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The Legal Stuff
BT Currents - Hot Topics in Employment Law
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29 May 2014 The Devil’s in the Details – Make Sure Your Agreements Mirror Your Intentions

In an unpublished decision issued this month, U.S. ex rel. Paige, et al. v. BAE Systems Tech. Solutions & Servs., Inc., the U.S. Court of Appeals for the Sixth Circuit reversed the district court’s dismissal of two whistleblowers’ False Claims Act (“FCA”) retaliatory discharge claims, while issuing a warning to employers that the meticulous crafting of arbitration provisions within employment agreements is critical to enforcement.   The Relators in this case were former employees of BAE Systems who had alleged they had complained of purported…

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28 May 2014 No, it’s Not Groundhog Day – another state raises its minimum wage

  Yesterday, we reported on this blog that Hawaii had recently enacted legislation to raise its minimum wage to $10.10 per hour on an incremental basis. Hawaii was just one of several states that have adopted increases to its minimum wage in recent months. Well, here we go again. No, it’s not Groundhog Day, but it sure feels like it. Late yesterday, the Michigan legislature passed a bill to increase the state’s minimum wage and the Governor quickly signed it last night. The new law…

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28 May 2014 Nebraska Decision Reminds: Sometimes There Is No Substitute for a Noncompete

  Here is a very human version of a legal story. In short, an employee left her company (First Express), an Omaha company that sells crop insurance, and took a number of customers with her. At the end of the day, First Express did get some relief against its former employee because of the employee’s breach of a contract, but the Nebraska Supreme Court found that the former employer’s customer lists were not trade secrets. Why? The Court held that most of the information on…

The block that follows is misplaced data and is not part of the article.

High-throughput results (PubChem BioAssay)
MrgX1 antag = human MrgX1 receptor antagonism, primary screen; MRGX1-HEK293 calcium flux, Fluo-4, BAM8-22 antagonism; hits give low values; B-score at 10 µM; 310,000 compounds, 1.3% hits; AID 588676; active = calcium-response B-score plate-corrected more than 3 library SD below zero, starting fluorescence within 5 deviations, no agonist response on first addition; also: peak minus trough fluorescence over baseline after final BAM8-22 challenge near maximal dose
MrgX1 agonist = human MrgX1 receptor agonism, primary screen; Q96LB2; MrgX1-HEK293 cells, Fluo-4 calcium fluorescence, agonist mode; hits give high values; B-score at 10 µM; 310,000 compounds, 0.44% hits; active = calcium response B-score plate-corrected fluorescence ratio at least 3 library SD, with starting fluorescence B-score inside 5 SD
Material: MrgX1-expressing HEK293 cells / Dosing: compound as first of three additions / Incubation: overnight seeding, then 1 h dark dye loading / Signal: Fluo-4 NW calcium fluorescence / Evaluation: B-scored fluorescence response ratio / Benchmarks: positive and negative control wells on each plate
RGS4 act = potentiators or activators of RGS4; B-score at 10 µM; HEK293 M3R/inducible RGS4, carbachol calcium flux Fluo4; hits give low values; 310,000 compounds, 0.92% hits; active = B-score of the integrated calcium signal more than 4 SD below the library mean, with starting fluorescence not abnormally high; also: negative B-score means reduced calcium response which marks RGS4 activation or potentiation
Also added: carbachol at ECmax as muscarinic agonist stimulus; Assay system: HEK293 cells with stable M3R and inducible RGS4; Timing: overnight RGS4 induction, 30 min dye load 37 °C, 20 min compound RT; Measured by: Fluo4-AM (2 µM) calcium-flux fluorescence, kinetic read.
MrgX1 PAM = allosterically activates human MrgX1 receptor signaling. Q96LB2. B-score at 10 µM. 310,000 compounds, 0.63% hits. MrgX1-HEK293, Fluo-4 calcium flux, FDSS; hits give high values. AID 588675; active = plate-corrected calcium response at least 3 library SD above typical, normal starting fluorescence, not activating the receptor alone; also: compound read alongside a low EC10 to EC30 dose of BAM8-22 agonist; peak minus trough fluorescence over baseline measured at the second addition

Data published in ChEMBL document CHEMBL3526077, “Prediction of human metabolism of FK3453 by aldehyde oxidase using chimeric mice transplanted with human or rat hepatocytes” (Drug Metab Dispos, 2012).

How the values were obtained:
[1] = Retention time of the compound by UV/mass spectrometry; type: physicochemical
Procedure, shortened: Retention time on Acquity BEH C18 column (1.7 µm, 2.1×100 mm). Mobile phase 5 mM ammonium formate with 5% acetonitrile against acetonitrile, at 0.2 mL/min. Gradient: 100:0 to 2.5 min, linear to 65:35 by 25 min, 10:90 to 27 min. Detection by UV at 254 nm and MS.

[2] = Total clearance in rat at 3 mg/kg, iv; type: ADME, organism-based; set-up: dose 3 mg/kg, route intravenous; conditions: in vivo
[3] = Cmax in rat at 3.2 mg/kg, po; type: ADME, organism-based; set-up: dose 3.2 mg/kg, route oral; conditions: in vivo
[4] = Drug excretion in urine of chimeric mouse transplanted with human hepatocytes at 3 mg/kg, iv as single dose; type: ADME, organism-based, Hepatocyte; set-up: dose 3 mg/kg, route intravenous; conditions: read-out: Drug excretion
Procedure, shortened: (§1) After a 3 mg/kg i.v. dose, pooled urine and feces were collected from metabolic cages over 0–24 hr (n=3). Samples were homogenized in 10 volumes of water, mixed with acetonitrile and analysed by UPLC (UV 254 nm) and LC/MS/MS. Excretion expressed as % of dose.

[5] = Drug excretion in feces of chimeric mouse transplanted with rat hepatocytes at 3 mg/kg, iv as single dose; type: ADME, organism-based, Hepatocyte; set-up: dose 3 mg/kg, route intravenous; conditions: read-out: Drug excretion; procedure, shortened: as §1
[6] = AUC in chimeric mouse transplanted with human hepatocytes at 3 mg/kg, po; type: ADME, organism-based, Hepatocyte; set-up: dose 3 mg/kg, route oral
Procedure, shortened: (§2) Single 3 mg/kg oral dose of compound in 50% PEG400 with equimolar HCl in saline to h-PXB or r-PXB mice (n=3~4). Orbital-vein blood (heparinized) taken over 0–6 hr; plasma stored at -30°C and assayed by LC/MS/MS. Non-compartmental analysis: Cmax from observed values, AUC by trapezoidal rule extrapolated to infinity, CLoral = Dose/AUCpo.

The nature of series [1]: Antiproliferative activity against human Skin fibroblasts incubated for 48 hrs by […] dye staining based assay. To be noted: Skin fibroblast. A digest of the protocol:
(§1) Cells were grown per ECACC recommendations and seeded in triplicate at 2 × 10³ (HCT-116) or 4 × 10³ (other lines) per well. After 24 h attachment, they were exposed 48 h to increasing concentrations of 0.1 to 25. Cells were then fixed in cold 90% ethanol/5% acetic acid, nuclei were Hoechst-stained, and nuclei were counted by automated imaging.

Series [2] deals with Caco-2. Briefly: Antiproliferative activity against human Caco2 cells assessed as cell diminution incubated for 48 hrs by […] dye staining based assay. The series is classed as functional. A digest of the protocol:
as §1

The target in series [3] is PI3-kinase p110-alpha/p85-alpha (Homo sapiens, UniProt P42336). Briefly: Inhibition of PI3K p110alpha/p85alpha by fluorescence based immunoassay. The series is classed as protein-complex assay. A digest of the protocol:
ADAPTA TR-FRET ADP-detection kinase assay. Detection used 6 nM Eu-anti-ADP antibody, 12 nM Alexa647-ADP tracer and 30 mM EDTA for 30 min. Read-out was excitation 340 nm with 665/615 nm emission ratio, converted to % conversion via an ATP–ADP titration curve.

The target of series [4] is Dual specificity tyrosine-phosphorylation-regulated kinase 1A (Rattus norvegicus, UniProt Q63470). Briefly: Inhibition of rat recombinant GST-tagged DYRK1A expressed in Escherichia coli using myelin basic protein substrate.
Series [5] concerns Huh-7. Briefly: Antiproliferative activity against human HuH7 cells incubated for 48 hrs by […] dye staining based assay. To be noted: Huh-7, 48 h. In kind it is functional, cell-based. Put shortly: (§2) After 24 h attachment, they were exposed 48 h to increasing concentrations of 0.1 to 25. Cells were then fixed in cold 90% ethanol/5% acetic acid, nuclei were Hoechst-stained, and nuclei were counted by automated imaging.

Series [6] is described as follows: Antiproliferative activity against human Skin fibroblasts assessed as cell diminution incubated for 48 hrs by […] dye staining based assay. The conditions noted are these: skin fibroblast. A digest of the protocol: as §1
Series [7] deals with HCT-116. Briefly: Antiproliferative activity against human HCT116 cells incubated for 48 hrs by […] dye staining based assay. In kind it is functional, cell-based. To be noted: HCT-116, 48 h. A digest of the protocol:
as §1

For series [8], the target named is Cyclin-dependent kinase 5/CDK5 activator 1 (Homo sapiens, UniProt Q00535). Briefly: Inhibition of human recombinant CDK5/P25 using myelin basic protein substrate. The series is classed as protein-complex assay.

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27 May 2014 Another State Increasing Its Minimum Wage

  On May 23, 2014, Hawaii became the third state in the country to enact legislation that will incrementally increase its minimum wage to $10.10 per hour. Connecticut and Maryland adopted similar legislation. Twenty-one other states and the District of Columbia currently have minimum wage laws that are above the federal minimum wage of $7.25 per hour.   Under the law, Hawaii will incrementally increase the minimum wage from $7.25 per hour to $10.10 by January 2018.  Employers of tipped workers also will be eligible…

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23 May 2014 Working Through Lunch: An Update on the Legal Risks

  Regular readers of this blog know that we’ve previously alerted you to the risks of using timekeeping software that automatically deducts the lunch hour from employees’ paychecks.  As we’ve explained before, such software can expose employers to liability under the Fair Labor Standards Act because, for one reason or another, employees sometimes work through lunch. And, even if an employer has a system in place for employees to request pay for lunchtime work, that is no “get out of jail free card,” because employees…